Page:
These days, hands reveal a person’s true age. Penny Jenkinson outlines how to put your best hand forward.
Hands begin to age fairly soon, often between the ages of 30 and 40. Patches of hyperpigmentation (dark) appear. The skin becomes dehydrated and starts to wither. Between the ages of 40 to 50, the dark marks grow and solar keratoses (rough sun spots) are visible. Hypopigmentation (white spots) will also begin to appear. Between 50 and 70, in parallel with a decline in sex hormone production (more gradual in men than women), signs of atrophy (thinning) in the epidermis, subcutaneous fatty tissue, muscle and bone start to appear. Rheumatic disorders often develop, deforming joints. Veins, that have become more sinuous, stand out through the thinned epidermis. Fragile capillaries easily cause bruising, friction wounds are more frequent as the epidermis is not held as tightly to the dermis.
Although we can’t stop the ageing process, we can certainly delay it by leading a healthy life style, ensuring that our diet contains vitamins, antioxidants and fatty acids; keeping out of the sun and maintaining good estrogen and progesterone levels.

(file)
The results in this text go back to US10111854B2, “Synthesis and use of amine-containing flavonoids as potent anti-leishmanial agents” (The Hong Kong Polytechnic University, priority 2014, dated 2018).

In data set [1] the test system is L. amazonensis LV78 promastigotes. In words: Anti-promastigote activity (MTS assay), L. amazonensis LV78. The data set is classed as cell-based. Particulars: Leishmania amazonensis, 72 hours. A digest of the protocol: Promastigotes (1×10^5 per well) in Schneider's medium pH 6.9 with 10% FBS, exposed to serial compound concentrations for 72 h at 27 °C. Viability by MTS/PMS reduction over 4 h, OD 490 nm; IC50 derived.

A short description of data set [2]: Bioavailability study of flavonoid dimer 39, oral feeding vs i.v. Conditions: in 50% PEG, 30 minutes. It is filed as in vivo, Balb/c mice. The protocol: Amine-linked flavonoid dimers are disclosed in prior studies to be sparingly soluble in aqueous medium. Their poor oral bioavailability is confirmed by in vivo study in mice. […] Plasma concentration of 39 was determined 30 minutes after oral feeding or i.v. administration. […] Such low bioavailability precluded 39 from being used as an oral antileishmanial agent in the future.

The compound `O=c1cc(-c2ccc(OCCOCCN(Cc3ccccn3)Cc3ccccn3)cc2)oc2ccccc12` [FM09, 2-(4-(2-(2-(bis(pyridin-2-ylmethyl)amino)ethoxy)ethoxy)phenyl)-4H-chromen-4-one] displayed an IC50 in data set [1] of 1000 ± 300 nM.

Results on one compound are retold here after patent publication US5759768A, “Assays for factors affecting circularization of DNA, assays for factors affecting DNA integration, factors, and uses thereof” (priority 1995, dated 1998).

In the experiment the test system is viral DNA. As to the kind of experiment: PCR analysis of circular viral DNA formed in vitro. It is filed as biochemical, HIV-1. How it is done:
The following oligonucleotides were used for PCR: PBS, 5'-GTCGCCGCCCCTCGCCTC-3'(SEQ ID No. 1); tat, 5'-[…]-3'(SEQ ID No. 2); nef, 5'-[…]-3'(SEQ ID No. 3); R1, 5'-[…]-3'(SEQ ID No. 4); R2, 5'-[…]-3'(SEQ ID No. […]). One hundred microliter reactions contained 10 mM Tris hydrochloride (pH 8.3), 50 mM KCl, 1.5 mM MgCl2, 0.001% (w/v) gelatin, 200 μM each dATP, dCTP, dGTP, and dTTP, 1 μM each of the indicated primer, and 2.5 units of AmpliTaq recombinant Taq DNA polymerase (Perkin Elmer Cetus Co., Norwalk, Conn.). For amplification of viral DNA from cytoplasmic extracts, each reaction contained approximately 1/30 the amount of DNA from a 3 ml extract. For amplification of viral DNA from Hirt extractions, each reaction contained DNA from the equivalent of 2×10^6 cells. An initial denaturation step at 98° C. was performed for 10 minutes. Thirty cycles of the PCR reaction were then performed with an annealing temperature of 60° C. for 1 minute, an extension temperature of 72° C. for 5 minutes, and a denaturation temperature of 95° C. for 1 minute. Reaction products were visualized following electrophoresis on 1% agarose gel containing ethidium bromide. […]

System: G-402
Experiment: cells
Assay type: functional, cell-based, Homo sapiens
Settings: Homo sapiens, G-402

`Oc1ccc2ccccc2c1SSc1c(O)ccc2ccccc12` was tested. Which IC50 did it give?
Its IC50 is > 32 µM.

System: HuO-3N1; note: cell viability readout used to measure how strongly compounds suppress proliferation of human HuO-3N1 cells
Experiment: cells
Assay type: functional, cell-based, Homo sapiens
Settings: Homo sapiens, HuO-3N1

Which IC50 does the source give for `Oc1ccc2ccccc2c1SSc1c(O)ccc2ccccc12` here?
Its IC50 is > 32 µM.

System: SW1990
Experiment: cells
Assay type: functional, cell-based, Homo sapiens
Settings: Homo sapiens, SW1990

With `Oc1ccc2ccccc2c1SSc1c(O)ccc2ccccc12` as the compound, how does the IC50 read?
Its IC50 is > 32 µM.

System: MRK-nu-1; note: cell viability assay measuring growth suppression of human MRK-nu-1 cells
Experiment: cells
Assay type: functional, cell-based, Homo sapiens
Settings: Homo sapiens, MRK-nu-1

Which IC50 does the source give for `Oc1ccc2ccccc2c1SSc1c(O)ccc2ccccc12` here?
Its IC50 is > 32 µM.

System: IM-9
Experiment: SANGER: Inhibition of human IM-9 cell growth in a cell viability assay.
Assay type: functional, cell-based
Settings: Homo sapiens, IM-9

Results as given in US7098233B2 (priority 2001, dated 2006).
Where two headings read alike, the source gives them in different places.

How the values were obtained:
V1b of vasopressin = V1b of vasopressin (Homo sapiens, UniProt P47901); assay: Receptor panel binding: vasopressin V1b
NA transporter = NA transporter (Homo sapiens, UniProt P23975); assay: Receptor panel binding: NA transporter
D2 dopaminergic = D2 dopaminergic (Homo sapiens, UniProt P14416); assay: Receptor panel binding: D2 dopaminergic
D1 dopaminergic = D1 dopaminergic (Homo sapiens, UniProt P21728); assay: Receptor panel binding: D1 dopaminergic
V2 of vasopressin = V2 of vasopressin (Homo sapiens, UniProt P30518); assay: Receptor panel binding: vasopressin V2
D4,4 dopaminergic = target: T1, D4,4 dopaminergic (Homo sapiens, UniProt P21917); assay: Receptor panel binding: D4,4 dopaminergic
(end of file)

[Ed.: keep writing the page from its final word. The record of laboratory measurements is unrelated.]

So how can we repair our damaged hands? A variety of treatment modalities are available. Freezing and fat fills can be considered. Chemicals Peels, IPL and needling are ideal for smooth flat sun spots, rough and dehydrated skin. After completing a course of three to four treatments, the skin quality is better, stronger and well hydrated. Applying topical active products and sunscreen will complement these treatments. A course of treatments should be done annually as maintenance.
Be proud to show off hands that look as young as your face!
Skin Tech: DHEA Cream , Atrofillin Cream
Zone: Night Cream
Dermastine: Emulsion with Vitamin A
Sun Protection: Heliocare, Bioderma, Avene, Skin Tech
REFERENCE: TEXTBOOK OF CHEMICAL PEELS 2ND EDITION BY DR PHILIPPE DEPREZ